Green500 list ranks most energy-efficient supercomputers

Virginia Tech professors set to reveal energy needs of machines on latest Top500 List

The world's top supercomputers may be performance powerhouses, but they're also energy hogs, often using enough power to light up a small city.

Such power consumption prompted two professors at the Virginia Polytechnic Institute and State University to come up with a way to commend companies that build energy-efficient supercomputers. Kirk Cameron and Wu Feng, both associate professors in the university's computer science department, are preparing to release the Green500 List of the most energy-efficient supercomputer installations in the world.

"The list is meant to encourage people to develop systems that use power efficiently," said Cameron. "If you do that, you decrease costs, which are really high -- between US$800,000 and $1 million a year per megawatt. It's ridiculously expensive. You're looking at US$1 million to $4 million a year, easily, to run a mega system."

The Green500 List is a rating of the energy efficiency of machines that make the Top500 List of supercomputers, a ranking of the most powerful supercomputers in the world. The 30th installment of the biannual Top500 List is slated to be issued on November 14 at the Supercomputing Conference in Nevada.

The Green500 List is expected to be released just a few days after the Top500 List, giving the researchers time to rank any newcomers.

Cameron said he and Feng have put together a make-shift green list for the past few years, but it only rated some of the supercomputers ranked on the Top500 List, and then only rated them by their peak performance numbers.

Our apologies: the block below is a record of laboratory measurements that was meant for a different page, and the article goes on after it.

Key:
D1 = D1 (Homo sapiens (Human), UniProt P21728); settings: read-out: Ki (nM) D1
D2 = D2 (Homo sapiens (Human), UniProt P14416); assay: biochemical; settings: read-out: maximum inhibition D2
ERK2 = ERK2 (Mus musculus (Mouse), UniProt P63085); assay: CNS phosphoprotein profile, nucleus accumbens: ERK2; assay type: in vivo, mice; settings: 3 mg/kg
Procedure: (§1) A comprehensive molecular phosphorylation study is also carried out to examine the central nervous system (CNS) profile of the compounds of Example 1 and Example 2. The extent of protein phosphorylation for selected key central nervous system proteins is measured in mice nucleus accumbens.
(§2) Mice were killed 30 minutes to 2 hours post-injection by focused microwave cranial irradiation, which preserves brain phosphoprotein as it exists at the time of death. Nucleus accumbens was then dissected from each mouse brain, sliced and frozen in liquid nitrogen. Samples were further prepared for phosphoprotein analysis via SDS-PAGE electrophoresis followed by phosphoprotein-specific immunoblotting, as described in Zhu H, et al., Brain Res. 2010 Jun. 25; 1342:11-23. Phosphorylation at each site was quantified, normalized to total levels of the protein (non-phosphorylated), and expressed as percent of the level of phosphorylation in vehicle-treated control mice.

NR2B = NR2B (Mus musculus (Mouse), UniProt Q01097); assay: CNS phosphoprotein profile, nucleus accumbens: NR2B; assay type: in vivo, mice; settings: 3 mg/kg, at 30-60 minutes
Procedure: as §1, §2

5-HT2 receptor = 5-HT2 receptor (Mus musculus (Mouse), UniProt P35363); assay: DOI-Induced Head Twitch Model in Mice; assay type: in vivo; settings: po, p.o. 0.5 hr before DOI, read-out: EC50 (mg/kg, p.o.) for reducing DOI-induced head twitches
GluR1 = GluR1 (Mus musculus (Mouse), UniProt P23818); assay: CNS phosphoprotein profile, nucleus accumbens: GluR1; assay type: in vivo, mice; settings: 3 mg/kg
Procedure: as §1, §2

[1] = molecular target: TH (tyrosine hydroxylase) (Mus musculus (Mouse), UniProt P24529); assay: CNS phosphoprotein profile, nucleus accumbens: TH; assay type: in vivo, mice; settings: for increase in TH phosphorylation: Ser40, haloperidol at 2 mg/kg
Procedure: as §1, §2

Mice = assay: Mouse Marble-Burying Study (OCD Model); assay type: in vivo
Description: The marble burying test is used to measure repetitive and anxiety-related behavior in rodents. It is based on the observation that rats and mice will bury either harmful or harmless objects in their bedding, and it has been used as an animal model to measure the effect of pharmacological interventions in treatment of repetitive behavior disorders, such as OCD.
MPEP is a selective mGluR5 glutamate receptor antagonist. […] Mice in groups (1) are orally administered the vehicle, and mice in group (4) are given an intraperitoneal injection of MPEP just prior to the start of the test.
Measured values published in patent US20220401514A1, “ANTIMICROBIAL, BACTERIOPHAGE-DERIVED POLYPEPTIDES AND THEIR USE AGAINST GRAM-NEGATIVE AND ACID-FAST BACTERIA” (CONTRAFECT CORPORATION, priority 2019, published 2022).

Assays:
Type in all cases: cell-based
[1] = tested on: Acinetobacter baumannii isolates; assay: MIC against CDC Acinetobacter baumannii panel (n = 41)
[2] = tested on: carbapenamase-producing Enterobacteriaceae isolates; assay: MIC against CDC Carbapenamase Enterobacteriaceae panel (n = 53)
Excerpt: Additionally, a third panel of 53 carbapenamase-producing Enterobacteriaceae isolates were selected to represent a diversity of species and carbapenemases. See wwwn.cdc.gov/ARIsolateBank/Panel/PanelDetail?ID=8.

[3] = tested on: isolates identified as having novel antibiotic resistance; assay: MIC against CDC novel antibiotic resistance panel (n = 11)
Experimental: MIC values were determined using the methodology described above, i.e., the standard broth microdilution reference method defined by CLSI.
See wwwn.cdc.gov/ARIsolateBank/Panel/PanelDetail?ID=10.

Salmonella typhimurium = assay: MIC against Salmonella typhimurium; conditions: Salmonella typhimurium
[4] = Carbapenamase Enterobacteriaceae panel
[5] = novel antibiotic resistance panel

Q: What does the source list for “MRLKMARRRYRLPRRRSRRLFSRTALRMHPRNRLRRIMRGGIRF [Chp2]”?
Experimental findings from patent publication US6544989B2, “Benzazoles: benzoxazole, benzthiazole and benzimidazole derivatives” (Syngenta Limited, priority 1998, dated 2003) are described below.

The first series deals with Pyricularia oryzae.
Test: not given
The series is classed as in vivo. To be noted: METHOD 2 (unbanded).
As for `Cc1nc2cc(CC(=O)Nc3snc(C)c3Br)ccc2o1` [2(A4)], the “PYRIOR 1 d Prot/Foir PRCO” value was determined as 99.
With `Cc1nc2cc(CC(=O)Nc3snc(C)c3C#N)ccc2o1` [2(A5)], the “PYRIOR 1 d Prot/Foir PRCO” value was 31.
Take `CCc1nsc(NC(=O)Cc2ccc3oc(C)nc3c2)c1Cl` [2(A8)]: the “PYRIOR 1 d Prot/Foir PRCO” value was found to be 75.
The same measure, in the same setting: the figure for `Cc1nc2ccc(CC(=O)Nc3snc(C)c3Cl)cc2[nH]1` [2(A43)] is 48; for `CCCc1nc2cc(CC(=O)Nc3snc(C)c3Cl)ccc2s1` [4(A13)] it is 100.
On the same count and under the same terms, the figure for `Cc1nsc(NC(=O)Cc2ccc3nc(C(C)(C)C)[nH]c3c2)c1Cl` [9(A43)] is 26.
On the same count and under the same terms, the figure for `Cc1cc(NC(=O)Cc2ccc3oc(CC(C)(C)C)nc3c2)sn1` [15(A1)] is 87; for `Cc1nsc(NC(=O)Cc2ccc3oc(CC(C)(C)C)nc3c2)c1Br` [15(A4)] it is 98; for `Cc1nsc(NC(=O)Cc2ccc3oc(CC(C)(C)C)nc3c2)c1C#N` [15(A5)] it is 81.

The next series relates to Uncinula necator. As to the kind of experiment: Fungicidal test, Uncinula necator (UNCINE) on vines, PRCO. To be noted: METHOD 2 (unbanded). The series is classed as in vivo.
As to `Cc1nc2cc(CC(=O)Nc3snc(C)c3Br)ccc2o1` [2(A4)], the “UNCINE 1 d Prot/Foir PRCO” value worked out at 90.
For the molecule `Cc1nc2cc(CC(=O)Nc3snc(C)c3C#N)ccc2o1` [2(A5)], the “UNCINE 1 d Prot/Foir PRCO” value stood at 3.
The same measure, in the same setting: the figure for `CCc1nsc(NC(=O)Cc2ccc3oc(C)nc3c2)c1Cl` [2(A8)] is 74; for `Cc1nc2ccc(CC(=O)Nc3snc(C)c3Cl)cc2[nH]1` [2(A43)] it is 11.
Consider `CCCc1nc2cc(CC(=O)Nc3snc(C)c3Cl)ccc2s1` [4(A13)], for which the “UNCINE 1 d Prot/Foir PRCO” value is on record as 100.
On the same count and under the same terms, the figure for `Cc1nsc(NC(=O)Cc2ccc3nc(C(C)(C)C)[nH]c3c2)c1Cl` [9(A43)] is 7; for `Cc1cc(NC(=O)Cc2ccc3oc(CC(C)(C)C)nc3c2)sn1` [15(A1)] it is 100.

This year's list, he said, really marks its official coming out, with its attempt to rank every machine on the Top500 List. They have asked users of the Top500 machines to provide measurements based on a standard workload. Cameron explained that they hope to receive detailed information from about 100 of the supercomputers -- calculating energy consumption, heat output and efficiency using the power the machine is consuming.

Machines at user sites that don't provide the requested data will be measured by peak performance numbers. Researchers will give preference to the supercomputers that they have working data on, according to Cameron.

So, which supercomputers do the researchers find tend to be more efficient?

Cameron said the machines that use blade servers tend to be much more energy efficient than machines that cluster a bunch of servers together. He noted that the Earth Simulator, a NEC vector supercomputer being run in Japan, uses a lot of energy, producing 5.12 MFLOPS per watt. IBM's BlueGene supercomputer, which currently sits at the head of the Top500 List, does not use blades but still produces a more efficient 187.79 MFLOPS per watt.

"I think companies will start to focus on more efficient machines because if you want to get more performance, it has to be more efficient," said Cameron. "If not, it's self-limiting. You can't build a machine that needs its own power plant... Being green may just be a popular term that may fade, but energy efficiency is good business. And that should have meaning to an IT manager. Two machines can have the same performance, but if one uses half the power, then choosing that one is a business decision."

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Sharon Gaudin

Computerworld

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